Search Images Maps Play YouTube News Gmail Drive More »
Sign in
Screen reader users: click this link for accessible mode. Accessible mode has the same essential features but works better with your reader.


  1. Advanced Patent Search
Publication numberUS2911740 A
Publication typeGrant
Publication dateNov 10, 1959
Filing dateMar 10, 1958
Priority dateMar 10, 1958
Publication numberUS 2911740 A, US 2911740A, US-A-2911740, US2911740 A, US2911740A
InventorsMiller William O
Original AssigneeMiller William O
Export CitationBiBTeX, EndNote, RefMan
External Links: USPTO, USPTO Assignment, Espacenet
Educational device with multi-shaped blocks
US 2911740 A
Abstract  available in
Previous page
Next page
Claims  available in
Description  (OCR text may contain errors)

Nov. 10, 1959 w. o. MILLER 2,911,740

' EDUCATIONAL DEVICE WITH MULTI-SHAPED BLOCKS Filed March 1o. 1958 l l l United States Patent O M'ce ma Nofjffllg EDUCATIONAL DEVICE WITH MULTI-SHAPED BLOCKS William 0. Miller, Kansas City, Kans.

Application March 10, 1958, Serial No. 720,150

2 Claims. (Cl. 35-22) This invention relates to an educational toy in the form of multi-shaped blocks to be inserted into correspondingly shaped openings of a panel, the primary object being to combine with such assembly, structure for releasably retaining the blocks in their openings until such time as the child desires to release the same so as to fall through the openings and advantageously in a container therefor.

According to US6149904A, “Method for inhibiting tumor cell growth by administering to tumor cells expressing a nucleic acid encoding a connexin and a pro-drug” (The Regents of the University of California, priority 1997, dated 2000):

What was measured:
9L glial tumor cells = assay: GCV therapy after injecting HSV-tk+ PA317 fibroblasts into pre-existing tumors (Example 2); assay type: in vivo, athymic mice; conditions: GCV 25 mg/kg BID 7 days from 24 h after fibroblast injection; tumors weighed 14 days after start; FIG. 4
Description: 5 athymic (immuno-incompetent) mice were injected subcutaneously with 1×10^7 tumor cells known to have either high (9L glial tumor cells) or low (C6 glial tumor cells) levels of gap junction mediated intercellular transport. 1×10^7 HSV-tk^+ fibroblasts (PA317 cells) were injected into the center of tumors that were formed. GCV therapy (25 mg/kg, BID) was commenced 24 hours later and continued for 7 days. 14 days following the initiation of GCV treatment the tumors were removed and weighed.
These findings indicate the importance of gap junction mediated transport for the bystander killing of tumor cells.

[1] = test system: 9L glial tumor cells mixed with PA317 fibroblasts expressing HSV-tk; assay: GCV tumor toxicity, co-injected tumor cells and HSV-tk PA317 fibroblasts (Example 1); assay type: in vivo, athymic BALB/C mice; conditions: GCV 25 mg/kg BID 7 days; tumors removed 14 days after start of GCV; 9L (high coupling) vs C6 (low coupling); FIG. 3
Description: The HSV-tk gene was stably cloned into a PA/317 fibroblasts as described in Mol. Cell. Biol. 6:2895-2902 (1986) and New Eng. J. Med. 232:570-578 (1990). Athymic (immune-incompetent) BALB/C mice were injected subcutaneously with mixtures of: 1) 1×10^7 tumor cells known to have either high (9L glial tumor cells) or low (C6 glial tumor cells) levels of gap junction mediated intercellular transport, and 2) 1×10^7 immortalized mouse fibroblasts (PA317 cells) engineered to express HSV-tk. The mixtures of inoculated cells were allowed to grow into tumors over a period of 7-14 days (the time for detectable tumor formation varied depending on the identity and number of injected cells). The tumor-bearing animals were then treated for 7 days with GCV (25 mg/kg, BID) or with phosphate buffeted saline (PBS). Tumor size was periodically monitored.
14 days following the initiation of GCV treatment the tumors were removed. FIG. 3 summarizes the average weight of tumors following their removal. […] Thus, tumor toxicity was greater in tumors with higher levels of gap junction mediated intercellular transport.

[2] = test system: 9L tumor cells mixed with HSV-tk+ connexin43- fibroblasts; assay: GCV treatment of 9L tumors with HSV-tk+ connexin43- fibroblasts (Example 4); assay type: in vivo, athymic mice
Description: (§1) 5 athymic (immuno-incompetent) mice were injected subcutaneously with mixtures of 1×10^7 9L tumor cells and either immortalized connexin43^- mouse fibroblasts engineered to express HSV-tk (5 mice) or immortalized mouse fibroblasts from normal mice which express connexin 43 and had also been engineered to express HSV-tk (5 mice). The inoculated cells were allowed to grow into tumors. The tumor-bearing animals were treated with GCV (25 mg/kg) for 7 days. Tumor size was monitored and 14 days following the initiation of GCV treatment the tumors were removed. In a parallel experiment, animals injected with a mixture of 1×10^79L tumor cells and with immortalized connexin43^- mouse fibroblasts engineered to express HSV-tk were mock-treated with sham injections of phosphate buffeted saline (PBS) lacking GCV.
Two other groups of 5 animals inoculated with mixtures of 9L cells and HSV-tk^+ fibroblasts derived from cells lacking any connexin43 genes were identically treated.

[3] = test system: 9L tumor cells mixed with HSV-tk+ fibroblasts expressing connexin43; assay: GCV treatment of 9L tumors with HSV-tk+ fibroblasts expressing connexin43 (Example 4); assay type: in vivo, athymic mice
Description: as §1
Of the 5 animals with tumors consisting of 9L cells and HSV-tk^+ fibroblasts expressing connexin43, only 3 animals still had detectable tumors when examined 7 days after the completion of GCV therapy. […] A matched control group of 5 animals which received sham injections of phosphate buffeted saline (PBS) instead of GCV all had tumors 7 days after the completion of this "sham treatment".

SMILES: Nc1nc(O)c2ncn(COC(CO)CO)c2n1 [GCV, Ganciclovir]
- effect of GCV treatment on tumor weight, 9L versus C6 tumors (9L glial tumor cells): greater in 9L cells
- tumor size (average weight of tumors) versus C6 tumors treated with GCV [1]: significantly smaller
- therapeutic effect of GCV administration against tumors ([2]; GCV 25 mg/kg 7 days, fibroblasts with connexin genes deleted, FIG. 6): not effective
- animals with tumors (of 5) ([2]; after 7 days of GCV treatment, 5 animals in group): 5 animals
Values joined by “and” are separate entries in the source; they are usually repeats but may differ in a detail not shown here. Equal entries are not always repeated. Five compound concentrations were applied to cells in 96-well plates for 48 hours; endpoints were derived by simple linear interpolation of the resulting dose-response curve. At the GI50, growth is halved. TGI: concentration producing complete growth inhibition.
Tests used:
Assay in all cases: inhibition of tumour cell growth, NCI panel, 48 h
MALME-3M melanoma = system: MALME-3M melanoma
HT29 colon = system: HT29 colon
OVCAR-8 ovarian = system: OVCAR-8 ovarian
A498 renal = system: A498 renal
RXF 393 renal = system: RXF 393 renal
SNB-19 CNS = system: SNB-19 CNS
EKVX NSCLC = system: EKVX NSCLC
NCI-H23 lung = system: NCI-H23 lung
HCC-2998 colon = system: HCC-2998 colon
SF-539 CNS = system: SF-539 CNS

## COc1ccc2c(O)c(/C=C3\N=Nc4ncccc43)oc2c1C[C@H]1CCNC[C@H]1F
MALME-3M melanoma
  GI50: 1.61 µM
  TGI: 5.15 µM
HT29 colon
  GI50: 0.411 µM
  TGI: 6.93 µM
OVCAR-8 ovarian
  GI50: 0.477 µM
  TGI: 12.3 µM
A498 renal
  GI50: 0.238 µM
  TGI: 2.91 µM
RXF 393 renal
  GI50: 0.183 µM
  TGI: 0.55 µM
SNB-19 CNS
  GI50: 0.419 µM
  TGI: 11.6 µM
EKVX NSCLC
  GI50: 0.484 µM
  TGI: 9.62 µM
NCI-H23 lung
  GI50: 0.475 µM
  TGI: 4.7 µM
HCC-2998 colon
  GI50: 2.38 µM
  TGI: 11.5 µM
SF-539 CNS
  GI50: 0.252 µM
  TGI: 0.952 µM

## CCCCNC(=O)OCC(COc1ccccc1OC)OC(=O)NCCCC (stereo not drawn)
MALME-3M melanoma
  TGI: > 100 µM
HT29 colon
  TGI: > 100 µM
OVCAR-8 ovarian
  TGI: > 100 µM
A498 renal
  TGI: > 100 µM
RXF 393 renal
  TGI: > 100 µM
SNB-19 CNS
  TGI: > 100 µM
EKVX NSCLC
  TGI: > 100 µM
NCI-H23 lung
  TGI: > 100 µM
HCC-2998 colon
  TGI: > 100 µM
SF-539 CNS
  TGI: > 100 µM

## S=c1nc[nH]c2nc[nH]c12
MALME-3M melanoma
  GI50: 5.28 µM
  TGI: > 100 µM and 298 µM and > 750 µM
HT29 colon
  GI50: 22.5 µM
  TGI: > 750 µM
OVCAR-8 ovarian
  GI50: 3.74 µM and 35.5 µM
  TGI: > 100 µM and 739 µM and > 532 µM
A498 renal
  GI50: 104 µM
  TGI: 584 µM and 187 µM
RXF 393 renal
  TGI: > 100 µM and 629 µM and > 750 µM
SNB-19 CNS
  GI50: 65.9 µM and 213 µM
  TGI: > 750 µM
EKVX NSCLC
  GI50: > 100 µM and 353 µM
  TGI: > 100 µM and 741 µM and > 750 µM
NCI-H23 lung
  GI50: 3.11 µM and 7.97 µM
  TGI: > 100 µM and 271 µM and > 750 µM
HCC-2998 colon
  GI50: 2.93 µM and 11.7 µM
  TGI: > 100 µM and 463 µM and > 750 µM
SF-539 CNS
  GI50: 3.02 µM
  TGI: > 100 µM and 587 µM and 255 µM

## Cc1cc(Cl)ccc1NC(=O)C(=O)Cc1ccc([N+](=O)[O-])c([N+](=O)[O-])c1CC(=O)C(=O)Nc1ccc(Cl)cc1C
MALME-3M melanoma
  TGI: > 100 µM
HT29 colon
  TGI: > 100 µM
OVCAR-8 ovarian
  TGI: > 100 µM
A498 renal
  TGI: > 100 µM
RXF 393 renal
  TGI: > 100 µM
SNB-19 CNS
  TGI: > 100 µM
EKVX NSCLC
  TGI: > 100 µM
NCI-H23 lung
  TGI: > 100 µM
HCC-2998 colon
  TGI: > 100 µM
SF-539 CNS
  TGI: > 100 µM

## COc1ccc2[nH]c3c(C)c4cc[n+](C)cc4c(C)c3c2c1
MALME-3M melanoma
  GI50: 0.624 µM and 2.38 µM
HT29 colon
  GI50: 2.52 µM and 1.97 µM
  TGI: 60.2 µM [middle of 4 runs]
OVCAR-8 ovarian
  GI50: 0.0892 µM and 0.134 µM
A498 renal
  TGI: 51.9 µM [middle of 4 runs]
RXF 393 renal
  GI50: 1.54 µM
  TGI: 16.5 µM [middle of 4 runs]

Another important object of the present invention is to combine with the aforementioned block and panel arrangement, a storage compartment for the blocks disposed to receive the same through the simple expedient of releasing a secondary panel that is normally disposed in supporting relationship to the blocks while the same are in their openings.

Another important object of the present invention is to uniquely incorporate the features aforementioned in the form of a simulated house or other building and to utilize the door thereof as a means of access to the blocks; to employ the roof of the building as the block-receiving panel; and to use the chimney as a guide for a vertically reciprocable holding means for a secondary block-supporting panel within the connes of the house itself.

Details of construction are also important and each will be made clear or become apparent as the following specification progresses.

In the drawing: